3. Avoid any articles with the word "Review" in them and any “biography,” “reference,” or “resource” databases–do not choose articles from Biography Resource Center, Contemporary Authors, Dictionary of Literary Biography, Gale Literary Databases, Literary Reference Center, Literature Resource Center, Student Resource Center, Scribner Writers, and Twayne’s Author Series.
4. JSTOR, Academic Search Complete, and ProjectMuse are the most comprehensive databases.
5. When writing about literature, an article, a film, an art work, a web site, and so on, use PRESENT TENSE, e.g., "The author claims that . . ."
6. Include a works-cited page, and cite the primary source (the story/text) and the secondary source (the articles); make sure you look up how to cite articles from online databases AND how to cite works from an anthology.
7. For help with citing works from the textbook, refer to #10 on the following web page (for scholarly articles, see #31) : (do not forget to cite the text(s) from the textbook.)
8. American Lit. students: use the “Cask” article as a model; notice how the author uses and integrates sources; notice how she argues with her sources to develop her own points (e.g., about guilt, pages 48-50).
World Lit. students: use the “Achilles’ Guilt” article as a model; notice the deep character analysis of Achilles, as well as the rhetorical-linguistic analysis.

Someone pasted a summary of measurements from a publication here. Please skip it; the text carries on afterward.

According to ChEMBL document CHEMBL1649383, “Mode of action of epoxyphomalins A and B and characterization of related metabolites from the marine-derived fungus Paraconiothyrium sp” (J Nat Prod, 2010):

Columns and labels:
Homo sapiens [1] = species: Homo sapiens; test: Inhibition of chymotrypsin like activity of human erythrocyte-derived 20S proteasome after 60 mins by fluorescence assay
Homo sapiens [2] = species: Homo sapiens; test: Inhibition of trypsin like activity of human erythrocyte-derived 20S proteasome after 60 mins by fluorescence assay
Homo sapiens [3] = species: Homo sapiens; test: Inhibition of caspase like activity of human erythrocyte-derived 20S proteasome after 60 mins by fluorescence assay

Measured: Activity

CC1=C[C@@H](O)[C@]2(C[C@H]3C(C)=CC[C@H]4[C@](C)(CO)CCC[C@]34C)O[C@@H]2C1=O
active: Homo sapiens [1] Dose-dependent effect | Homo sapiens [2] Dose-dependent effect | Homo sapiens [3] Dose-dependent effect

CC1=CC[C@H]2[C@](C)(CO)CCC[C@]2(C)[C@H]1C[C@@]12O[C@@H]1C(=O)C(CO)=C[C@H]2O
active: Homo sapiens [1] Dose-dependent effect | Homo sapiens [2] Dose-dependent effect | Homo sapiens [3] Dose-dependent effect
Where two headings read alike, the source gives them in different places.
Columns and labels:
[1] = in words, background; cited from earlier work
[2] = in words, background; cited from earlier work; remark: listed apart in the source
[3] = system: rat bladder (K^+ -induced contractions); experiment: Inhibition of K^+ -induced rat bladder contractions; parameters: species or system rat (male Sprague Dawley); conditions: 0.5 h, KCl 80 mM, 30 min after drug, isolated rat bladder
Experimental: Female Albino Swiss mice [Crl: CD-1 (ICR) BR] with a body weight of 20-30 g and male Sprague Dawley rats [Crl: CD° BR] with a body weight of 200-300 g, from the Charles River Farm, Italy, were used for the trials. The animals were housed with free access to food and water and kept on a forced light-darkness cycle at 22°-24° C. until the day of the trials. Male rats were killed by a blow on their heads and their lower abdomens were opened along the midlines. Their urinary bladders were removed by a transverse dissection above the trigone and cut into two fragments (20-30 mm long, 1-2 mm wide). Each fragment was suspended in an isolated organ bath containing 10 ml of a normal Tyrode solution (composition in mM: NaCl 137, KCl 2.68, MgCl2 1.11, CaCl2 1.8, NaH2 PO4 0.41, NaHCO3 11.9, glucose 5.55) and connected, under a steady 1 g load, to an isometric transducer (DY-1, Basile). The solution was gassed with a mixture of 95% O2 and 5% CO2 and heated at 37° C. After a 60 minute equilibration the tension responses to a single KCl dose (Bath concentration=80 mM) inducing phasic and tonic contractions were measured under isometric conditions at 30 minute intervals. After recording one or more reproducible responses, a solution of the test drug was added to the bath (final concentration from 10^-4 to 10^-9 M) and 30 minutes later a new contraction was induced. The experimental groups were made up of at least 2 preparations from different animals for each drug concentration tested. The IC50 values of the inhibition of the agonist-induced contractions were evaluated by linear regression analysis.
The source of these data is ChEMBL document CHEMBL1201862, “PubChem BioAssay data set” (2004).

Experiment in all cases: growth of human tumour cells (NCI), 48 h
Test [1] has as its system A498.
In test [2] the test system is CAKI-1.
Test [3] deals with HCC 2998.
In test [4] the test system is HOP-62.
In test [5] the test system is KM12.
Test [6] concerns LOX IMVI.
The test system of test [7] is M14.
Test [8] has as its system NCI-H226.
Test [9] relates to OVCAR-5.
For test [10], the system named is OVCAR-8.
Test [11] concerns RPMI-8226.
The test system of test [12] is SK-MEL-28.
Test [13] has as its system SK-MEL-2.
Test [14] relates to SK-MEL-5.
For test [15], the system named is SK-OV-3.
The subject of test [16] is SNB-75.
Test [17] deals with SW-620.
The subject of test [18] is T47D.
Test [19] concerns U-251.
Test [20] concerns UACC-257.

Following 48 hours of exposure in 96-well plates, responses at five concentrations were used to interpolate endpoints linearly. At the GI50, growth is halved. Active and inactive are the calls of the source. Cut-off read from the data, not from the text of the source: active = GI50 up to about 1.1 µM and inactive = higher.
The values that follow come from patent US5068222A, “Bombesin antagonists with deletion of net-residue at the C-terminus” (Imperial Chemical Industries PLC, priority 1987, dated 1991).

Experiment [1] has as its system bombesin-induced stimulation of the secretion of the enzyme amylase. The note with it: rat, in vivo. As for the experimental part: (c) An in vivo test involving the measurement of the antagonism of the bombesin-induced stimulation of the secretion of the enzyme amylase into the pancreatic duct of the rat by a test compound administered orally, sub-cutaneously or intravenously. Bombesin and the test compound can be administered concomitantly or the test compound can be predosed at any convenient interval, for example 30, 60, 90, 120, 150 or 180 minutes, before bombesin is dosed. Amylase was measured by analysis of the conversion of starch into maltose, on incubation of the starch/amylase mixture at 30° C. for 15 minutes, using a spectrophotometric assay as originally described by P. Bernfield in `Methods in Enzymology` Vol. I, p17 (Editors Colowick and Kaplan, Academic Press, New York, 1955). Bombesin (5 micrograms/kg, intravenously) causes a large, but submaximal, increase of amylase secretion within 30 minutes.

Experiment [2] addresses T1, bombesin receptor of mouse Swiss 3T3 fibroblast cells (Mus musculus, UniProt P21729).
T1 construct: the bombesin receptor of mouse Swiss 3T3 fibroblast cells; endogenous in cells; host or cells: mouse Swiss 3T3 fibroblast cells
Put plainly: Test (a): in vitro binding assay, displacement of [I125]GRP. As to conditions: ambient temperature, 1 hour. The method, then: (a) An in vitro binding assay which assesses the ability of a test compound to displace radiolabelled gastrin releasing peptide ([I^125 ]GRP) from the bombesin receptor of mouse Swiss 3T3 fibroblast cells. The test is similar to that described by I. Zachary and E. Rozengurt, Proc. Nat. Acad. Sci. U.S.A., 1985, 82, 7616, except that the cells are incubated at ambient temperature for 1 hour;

1302 students: refer to the “Scholarly Sources” page in Blackboard linked from the “Resources & Research” page.
9. As a rule, you should only quote when (1) the original author “said” what s/he said so well that you simply cannot “say” it better; (2) the passage is very famous, such as “I have a dream” by Dr. King; OR (3) you want to highlight the tone (humor; sarcasm; or otherwise) or style of a particular passage/author.
**** ↑These "rules" apply whether you are quoting from the tex(s)/literature (the "stories" we read this semester) OR from your secondary sources.
You will obviously quote (or paraphrase) from the literature to provide support for claims.
You will also "use" your secondary sources for the same reason. However, you might also use them to . .
add credibility to your writing
refer to a work that leads up to (i.e., that is similar to or different from) the points/arguments that you are making
give examples of several points of view on a subject
call attention to a point/interpretation with which you agree or disagree
highlight a particularly striking phrase, sentence, or passage by quoting the original
Helpful websites:
• Quoting, Paraphrasing, Summarizing
• Paraphrase: Write it in Your Own Words
• Plagiarism
• Integrating Quotations
• Integrating Quotations into Sentences
• How to Quote
• Literary Arguments
• Thesis Statements
• Example of a Persuasive Paragraph
• Documenting Sources from Online Subscription Databases
This is a major assignment, and quality work is expected!!!!!! You are strongly encouraged to visit the ONSITE writing center–if you cannot, at least send your essay to once or twice!